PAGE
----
Please select the letter to see terminology.
Hacker - A computer enthusiast who enjoys learning everything about a computer system and, through clever programming, pushes the system to its highest possible level of performance. Often confused with crackers, these hobbyists are skilled programmers with the reputation of having a mischievous bent for breaking into secured systems. In one sense, a hacker is a person who enjoys programming rather than just theorizing about it. In another sense, the term "hacker" tends to connote membership within a global community defined by computer networks; it implies that the person subscribes to some version of the hacker ethic. Hacking has been going on since computers were invented, and sometimes there have been extremely damaging consequences. A variety of old-time hackers have now "gone commercial" and taken hacking to the business level (they are now referred to as "ethical hackers").
For example, they use their hacking skills to develop penetration tools, and then they go out and analyze a customer's networks for security vulnerabilities, in order to report the findings back to the customer. Hacker wannabes take note: It is better to be described as a hacker by others than to describe oneself that way. Most hackers consider themselves something of an elite (a meritocracy based on ability), although new members are said to be gladly welcome.
HDML - Hand Held Device Markup Language - The HTML for PDAs, it is a computer language used to define hypertext-like content and applications for handheld devices that have small display screens. HDML is designed to leverage the infrastructure and protocols of the World Wide Web while providing an efficient markup language for wireless and other handheld devices.
Congruent with the capabilities and limitations of many handheld devices, HDML's focus goes beyond presentation and layout. HDML provides an explicit navigation model that does not rely upon the visual context required of HTML. As such, HDML offers an efficient means for delivering content over the Web to handheld devices, such as cell phones, pagers, and wireless PDAs.
Heuristics - Refers to common-sense rules drawn from experience. As opposed to algorithmic programming (which is based on mathematically provable procedures), heuristic programming is characterized by programs that are self-learning, meaning they get better with experience. Heuristic programs do not always reach the best result but they usually produce a good result.
Hierarchy - "Hierarchy" refers to a Web site's structure, with "the top-level pages" and "secondary pages" placed at the top of a navigational flow chart.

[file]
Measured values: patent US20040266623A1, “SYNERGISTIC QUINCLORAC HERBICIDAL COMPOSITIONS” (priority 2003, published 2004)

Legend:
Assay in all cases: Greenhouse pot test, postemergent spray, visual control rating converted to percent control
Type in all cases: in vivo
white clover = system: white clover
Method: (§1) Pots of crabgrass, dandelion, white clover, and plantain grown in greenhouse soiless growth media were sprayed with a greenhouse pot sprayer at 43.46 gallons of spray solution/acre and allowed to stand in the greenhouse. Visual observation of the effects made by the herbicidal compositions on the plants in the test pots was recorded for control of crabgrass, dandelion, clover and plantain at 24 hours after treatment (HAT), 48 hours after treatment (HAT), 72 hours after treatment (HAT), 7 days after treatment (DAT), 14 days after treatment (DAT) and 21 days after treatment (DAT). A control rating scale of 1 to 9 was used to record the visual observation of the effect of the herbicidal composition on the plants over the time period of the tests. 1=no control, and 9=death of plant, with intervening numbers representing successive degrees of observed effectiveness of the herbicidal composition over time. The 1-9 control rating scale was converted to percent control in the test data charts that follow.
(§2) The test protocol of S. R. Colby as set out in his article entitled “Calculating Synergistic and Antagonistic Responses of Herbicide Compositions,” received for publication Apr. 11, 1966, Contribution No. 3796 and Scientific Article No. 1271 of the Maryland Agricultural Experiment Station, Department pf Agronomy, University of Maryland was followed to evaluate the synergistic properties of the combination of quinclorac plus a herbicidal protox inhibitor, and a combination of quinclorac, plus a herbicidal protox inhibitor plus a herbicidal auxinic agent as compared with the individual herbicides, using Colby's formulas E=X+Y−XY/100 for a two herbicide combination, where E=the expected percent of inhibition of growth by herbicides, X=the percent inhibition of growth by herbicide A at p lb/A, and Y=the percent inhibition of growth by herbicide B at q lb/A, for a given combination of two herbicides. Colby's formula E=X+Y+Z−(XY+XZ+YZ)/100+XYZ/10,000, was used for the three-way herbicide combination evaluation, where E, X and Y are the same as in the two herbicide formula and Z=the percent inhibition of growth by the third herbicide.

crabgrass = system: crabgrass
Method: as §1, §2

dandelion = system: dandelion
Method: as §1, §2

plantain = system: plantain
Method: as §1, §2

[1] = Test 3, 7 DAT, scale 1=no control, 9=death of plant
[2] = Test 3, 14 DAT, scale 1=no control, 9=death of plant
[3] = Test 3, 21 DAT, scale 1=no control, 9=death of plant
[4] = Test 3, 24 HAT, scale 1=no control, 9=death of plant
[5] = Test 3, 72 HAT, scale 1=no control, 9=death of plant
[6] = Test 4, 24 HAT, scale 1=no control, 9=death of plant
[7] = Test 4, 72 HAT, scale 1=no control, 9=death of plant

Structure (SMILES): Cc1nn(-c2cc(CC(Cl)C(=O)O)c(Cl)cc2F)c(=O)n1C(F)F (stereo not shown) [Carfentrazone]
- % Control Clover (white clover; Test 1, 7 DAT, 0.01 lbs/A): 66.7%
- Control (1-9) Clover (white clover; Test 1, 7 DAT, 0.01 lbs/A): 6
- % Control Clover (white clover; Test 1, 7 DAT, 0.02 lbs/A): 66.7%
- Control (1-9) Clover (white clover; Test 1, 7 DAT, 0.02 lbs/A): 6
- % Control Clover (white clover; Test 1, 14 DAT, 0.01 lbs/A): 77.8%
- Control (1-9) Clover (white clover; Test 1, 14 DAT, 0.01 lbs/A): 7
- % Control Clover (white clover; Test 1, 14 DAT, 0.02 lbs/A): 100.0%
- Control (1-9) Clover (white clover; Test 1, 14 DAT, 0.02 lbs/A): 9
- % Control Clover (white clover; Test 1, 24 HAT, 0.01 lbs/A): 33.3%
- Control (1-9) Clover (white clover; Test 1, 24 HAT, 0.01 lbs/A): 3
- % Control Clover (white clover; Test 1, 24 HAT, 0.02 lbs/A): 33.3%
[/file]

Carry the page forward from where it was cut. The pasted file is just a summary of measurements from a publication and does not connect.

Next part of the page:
Hit - The request for and delivery of a file (such as a Web page) on a server. Each element of a requested page (including graphics, multimedia, and the HTML file itself) is counted as an individual hit. So, if a Web page contains five graphics, then accessing that page will generate six hits. Hits were originally used to determine the amount of traffic a Web site received, but since businesses eventually needed to isolate the exact number of times a Web page was requested (in order to charge for ad banners), the method of counting hits was tossed aside. Instead, businesses count the actual HTML page requests. There was also a time when, in an effort to say that such-and-such Web site got more hits, programmers and designers were told to add as many elements as possible, to make the number of hits look higher. In actuality, all this trick did was slow down the download speed of the pages. "Hit," as a verb, can mean "press down," as in, "Hit any key."
Homestead - A Web site that is built at a Web hosting company but doesn't have its own domain name. Geocities, Tripod, and Homestead are popular Web hosting companies that host "homesteads."
Host - A computer that functions as the beginning and end point of data transfers. It is most commonly thought of as the place where your Web site resides. An Internet host has a unique Internet address (IP address) and a unique domain name or host name. A host can also refer to a Web hosting company.
HTML - or HyperText Markup Language, is the language that Web developers and designers use to create Web pages and format content for display in Web browsers.